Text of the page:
In a statement to ABC News, FedEx said, “We are committed to protecting the security and integrity of our network. While there is no foolproof method to prevent the FedEx name from being used in a scam, we are constantly monitoring for such activity and work cooperatively with law enforcement.” The shipper added, “FedEx does not send unsolicited text messages or emails to customers requesting money or package or personal information. Any suspicious text messages or emails should be deleted without being opened, and reported to email@example.com.”
FedEx also shared a list of red flags to look for that often are indications of a scam. These include receiving an unexpected request for additional funds to get a package delivered. Other variations of the scam may ask for your social security number or a bank account number. Also, be on the lookout for links to misspelled website addresses or URLs with slightly “altered” names. For example, in this case, a link to fedx.com or even fed-ex.com should raise suspicion considering that the real address is fedex.com. In the same vein, texts with many spelling or grammatical errors or too many exclamation marks are most likely fake. Having said that, we once got a text message full of spelling and grammatical errors from Verizon and it turned out to be legit!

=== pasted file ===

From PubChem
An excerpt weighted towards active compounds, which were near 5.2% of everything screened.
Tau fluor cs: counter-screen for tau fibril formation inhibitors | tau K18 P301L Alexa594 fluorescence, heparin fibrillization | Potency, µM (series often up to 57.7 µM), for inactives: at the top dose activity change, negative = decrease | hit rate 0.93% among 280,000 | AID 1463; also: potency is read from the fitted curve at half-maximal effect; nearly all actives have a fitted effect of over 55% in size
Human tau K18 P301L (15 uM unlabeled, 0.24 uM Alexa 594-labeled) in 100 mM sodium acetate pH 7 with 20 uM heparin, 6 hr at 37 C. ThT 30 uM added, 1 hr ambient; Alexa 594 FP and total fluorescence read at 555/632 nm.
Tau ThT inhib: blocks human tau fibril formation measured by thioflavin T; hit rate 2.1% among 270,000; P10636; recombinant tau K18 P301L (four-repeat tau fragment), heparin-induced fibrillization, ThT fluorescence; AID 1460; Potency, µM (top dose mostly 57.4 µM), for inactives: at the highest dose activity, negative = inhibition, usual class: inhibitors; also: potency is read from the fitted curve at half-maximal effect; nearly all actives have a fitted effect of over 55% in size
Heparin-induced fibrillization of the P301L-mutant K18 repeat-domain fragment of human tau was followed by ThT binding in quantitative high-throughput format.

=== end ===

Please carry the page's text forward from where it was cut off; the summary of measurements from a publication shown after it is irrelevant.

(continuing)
Another red flag to watch for is when a text message makes an immediate demand for action. For example, a message that warns you that your account might be suspended or turned off right now without an immediate payment cannot be trusted. If you’re not sure if a message you’ve received is legitimate, contact the company before you take any action.